Trip report: Mother/teen daughter
My daughter and I spent five nights in Paris in late June as a joint early 50th/16th birthday trip. We had a fabulous time and I put that down to the relatively relaxed pace we adopted, even though we had a short time in the city. We didn't want to try and do too much, didn't want to be rushing from one attraction to another, wanted to allow plenty of time for just 'being' in Paris. I think we definitely achieved this and have lovely memories of time spent together, laughing,shopping, walking, eating, watching, gallery-ing!
This was my 8th visit to Paris, a city I know pretty well having lived there for 2 years in my early twenties. Having said that, it's been ten years since I was last there & I was pleased to see how many things had not changed while also noticing changes, if that makes sense?! I have always stayed on the Left Bank but we decided to stay in Le Marais this time, an area I thought my daughter would enjoy, at the Hotel Caron de Beaumarchais. A great choice, both the area and the hotel (hotel reviewed separately).
A few general tips/comments:
* I was amazed at the extent to which english is now spoken in Paris! However, both my daughter and I were keen to practice our french and so even if we were spoken to in english, we answered as best we could in french (sadly my fluency is not what it once was but it is amazing what comes back to you) & then the conversation ensued in a mix of both languages. We also often asked for the french menu if we were given an english one in cafes/restaurants. Quite a few waiters seemed to really appreciate this and it lead to some great conversations. Of course, as is always noted on this forum, the bonjours/au revoirs on entering/leaving shops, cafes etc are a must & I feel it sets the tone for any future exchanges you have. We met and chatted with many Parisians who were the epitome of charm, helpfulness and good humour (my daughter referred to them as "babes", male and female). There was only one sour incident: a french lady pushed in front of me in a queue and then was mightily surprised when I reprimanded her in french. She stood her ground, insisting that I was in the wrong & tried to get the salesperson on her side. I let it go (i was on holidays, I didn't want the stress!) but was mollified when the sales guy later complimented me on my french!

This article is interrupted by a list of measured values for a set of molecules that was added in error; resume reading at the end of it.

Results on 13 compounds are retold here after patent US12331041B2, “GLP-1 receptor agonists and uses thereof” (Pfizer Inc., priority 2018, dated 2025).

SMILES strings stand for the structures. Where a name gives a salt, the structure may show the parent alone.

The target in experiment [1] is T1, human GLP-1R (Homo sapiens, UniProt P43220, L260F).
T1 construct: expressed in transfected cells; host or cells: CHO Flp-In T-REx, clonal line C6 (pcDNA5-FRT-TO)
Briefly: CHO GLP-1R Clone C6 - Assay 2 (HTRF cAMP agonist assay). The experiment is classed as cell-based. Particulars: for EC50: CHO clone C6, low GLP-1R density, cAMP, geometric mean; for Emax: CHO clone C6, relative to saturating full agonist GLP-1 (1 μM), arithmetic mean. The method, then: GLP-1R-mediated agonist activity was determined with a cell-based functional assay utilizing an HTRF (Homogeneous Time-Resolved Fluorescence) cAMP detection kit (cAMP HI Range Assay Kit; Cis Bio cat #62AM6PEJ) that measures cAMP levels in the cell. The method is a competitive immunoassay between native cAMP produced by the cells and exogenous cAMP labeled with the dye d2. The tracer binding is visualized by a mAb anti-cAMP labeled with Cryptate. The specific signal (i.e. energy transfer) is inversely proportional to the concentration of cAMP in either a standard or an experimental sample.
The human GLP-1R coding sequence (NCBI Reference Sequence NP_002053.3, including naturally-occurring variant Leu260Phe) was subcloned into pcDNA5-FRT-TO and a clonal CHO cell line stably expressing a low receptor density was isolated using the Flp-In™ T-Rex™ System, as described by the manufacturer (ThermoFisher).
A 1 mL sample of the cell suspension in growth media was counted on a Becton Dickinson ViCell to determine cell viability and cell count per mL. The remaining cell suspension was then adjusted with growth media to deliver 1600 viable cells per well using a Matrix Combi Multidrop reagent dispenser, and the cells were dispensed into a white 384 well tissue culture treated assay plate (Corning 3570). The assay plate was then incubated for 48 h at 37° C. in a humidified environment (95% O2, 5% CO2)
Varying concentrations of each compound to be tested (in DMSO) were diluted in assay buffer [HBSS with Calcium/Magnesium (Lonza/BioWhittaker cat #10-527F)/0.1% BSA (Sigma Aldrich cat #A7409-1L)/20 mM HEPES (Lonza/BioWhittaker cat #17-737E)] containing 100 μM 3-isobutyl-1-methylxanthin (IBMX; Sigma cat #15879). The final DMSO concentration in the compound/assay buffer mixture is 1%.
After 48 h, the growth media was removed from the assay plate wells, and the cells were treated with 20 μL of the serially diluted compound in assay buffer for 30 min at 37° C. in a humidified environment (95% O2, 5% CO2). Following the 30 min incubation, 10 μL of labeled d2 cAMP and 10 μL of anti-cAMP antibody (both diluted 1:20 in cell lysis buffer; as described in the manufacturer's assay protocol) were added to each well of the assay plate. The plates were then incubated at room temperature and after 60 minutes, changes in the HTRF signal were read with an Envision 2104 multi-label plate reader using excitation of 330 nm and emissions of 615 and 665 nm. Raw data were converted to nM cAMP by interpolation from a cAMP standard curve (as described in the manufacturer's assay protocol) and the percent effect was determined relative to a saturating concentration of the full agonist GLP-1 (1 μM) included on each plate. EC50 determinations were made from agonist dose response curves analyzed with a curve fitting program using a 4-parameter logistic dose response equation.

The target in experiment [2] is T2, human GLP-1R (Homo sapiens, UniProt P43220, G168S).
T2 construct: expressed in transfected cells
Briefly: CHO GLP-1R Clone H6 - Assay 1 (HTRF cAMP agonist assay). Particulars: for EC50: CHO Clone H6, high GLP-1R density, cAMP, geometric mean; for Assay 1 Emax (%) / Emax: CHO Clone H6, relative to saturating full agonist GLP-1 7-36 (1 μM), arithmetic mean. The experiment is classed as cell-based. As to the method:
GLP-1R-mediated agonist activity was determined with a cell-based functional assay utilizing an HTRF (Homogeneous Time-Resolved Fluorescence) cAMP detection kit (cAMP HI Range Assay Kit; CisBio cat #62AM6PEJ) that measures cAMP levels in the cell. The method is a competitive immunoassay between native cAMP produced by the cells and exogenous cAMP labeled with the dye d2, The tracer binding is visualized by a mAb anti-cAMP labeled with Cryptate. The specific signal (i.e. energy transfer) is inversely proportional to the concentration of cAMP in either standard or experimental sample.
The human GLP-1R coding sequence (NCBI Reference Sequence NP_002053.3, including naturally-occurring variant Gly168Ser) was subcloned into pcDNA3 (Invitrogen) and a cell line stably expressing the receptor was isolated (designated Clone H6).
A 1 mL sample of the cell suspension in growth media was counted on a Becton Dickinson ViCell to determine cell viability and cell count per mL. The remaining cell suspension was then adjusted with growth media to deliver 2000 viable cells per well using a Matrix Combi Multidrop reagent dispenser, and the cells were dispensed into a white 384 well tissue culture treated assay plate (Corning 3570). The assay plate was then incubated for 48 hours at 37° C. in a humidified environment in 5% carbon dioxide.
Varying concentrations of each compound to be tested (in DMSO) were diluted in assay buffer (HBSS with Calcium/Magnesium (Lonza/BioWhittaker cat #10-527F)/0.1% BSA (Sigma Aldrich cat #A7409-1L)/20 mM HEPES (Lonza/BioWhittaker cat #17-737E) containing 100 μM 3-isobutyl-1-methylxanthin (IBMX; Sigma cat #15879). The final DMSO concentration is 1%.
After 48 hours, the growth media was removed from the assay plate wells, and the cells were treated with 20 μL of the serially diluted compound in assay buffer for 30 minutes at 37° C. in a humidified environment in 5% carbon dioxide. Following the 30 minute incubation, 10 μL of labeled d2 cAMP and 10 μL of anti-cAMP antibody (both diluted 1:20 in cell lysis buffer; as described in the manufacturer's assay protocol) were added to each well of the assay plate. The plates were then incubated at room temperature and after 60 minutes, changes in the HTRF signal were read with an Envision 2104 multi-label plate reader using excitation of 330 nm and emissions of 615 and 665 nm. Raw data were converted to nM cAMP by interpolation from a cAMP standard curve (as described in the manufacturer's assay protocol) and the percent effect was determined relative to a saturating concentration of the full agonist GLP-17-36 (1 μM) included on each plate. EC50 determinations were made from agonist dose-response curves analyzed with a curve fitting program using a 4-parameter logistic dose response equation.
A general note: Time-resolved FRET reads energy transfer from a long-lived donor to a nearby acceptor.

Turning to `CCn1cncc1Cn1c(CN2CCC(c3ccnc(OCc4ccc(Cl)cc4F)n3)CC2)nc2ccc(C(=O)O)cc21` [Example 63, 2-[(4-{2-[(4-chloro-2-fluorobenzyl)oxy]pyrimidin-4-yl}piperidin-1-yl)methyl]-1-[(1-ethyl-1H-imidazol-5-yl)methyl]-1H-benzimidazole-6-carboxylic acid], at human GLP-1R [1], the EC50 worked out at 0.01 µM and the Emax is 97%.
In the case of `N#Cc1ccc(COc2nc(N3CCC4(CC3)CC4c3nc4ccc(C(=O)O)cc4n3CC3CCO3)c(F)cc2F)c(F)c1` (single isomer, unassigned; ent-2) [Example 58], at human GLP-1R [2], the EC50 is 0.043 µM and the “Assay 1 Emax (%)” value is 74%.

*We caught taxis from/to CDG and were charged the correct set fare
*Our flight arrived from Australia at 2pm on Saturday 24 June and there was zero line at passport control. We were in the cab within 20 minutes of landing.
*We saw no evidence on pickpocketing/scamming except for some petition girls outside Palais Royal metro. We ignored, they let us be. I wore a cross body zipped bag. I was not above getting out my map on the street to check where we were going (to my daughter's embarrassment!).
*We caught metros (using carnets) and walked, day and night, and felt safe at all times. We caught one cab at the end of a long day.
*We loved how we could sit at a cafe table for as long as we wanted, left alone by wait staff unless we caught their attention for something. In Australia, the staff are constantly seeing if you want another coffee/drink/the bill, wanting to turn over the table as fast as possible.
*Do not underestimate the sheer pleasure of wandering the streets of Paris without a plan, without a check list.
*The only museums we visited were L'Orangerie, Rodin and The Cluny, all in the mornings, and at all there were zero lines or wait times to get in. Perhaps we got lucky or perhaps these museums aren't the big Must See ones? Again, though we both love art, we did not want our trip to be a check list of every gallery in the city. The Musee D'Orsay is one of my favourites but it really needs c.3 hours dedicated to it. I have never been to the Louvre and had a good experience: too big, too crowded. i can't look at art like that. I think the ones I chose to take my daughter to represented a nice mix of French art history.
*Food was very expensive, even at simple cafes. I was surprised.
*Honestly, French people are very chic. It's understated but it's there. People wear exercise clothes all day long in Australia (even when not going to the gym), are generally more casually dressed (sloppy??). My daughter and I enjoyed dressing nicely each day to go out into the city, while still being comfortable especially with footwear.
I'll continue the trip report in the comment section.